This is a book about traditional American political history in the mid-nineteenth century. It is a book about elections, voters, and issues. It is about political parties and factions. It is about consensus and conflict in American political life. It is about the structures of the United States Congress, state and local governments, and other political organizations. But most importantly, this is a book about politicalleaders—the people who made policy, ran for office, influenced elections, and helped to shape American life from the early years of the Second Party System to the turbulent period of Reconstruction.

    The study...

  5. I Political Culture in Antebellum America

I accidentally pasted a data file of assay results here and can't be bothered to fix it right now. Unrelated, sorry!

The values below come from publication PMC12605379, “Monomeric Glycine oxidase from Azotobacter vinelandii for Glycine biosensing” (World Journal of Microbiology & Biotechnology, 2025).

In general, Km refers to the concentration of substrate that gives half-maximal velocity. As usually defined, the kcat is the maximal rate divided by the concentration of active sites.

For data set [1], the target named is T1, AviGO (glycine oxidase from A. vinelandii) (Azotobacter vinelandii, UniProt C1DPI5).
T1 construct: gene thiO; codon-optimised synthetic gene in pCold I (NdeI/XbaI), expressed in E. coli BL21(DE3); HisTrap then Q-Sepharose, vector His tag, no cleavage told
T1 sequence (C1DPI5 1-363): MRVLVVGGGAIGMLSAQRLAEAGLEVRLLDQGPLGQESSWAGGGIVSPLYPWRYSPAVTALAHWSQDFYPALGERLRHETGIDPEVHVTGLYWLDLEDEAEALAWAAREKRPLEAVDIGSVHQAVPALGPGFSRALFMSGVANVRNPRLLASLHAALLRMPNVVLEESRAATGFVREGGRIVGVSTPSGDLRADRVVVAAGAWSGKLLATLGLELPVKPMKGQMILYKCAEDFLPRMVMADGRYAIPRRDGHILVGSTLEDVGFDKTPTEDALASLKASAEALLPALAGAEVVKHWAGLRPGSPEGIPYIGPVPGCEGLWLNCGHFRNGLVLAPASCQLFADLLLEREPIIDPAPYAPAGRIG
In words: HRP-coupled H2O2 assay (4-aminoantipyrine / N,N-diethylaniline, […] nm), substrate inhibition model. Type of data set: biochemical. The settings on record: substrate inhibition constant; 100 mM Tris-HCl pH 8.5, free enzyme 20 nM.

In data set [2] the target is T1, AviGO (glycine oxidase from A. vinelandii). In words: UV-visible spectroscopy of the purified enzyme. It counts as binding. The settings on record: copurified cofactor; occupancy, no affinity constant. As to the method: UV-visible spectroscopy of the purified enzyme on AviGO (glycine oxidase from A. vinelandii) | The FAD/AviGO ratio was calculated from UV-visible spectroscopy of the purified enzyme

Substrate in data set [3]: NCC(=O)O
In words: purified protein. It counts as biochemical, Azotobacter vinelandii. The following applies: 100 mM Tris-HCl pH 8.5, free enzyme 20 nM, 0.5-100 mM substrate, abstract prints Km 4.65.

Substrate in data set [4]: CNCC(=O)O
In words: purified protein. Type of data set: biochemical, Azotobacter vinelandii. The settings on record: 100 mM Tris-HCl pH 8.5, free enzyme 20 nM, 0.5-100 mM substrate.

• Not So Strange Bedfellows: Northern and Southern Whigs and the Texas Annexation Controversy, 1844–1845
      (pp. 11-35)
      Rachel A. Shelden

      American politicians were not primarily motivated by sectional concerns in the early 1840s. Local and state bias, regionalism, party loyalty, class, and a wide variety of other concerns were as influential, if not more important, to the political actors in Washington. In no case is this variety of interests more salient than in the debate over Texas annexation in 1844 and early 1845. Focusing primarily on the Whig Party, this essay demonstrates that sectionalism was only one of many concerns during the “annexation crisis” of the 1840s. Furthermore, although the issue of annexation produced some sectional friction, the Whig Party...

    • Apotheosis of a Ruffian: The Murder of Bill Pool and American Political Culture
      (pp. 36-63)
      Mark E. Neely Jr.